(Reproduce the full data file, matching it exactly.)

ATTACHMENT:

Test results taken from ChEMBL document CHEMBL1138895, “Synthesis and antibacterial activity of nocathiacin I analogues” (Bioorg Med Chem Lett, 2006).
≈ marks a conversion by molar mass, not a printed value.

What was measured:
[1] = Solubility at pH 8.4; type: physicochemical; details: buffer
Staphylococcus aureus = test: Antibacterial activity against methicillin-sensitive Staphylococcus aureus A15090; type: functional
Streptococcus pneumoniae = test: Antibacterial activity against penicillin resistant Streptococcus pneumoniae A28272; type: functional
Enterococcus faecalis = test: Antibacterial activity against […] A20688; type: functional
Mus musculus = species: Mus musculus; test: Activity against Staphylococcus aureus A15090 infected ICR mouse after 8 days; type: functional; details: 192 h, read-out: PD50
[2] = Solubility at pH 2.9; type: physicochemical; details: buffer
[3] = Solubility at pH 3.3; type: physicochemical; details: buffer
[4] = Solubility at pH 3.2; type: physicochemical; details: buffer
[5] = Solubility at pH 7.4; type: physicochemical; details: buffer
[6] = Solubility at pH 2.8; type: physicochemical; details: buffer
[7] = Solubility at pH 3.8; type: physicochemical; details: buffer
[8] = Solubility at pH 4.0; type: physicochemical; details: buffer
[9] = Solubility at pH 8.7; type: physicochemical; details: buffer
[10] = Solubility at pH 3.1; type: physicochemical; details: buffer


Test results taken from ChEMBL document CHEMBL1138895, “Synthesis and antibacterial activity of nocathiacin I analogues” (Bioorg Med Chem Lett, 2006).
≈ marks a conversion by molar mass, not a printed value.

What was measured:
[1] = Solubility at pH 8.4; type: physicochemical; details: buffer
Staphylococcus aureus = test: Antibacterial activity against methicillin-sensitive Staphylococcus aureus A15090; type: functional
Streptococcus pneumoniae = test: Antibacterial activity against penicillin resistant Streptococcus pneumoniae A28272; type: functional
Enterococcus faecalis = test: Antibacterial activity against […] A20688; type: functional
Mus musculus = species: Mus musculus; test: Activity against Staphylococcus aureus A15090 infected ICR mouse after 8 days; type: functional; details: 192 h, read-out: PD50
[2] = Solubility at pH 2.9; type: physicochemical; details: buffer
[3] = Solubility at pH 3.3; type: physicochemical; details: buffer
[4] = Solubility at pH 3.2; type: physicochemical; details: buffer
[5] = Solubility at pH 7.4; type: physicochemical; details: buffer
[6] = Solubility at pH 2.8; type: physicochemical; details: buffer
[7] = Solubility at pH 3.8; type: physicochemical; details: buffer
[8] = Solubility at pH 4.0; type: physicochemical; details: buffer
[9] = Solubility at pH 8.7; type: physicochemical; details: buffer
[10] = Solubility at pH 3.1; type: physicochemical; details: buffer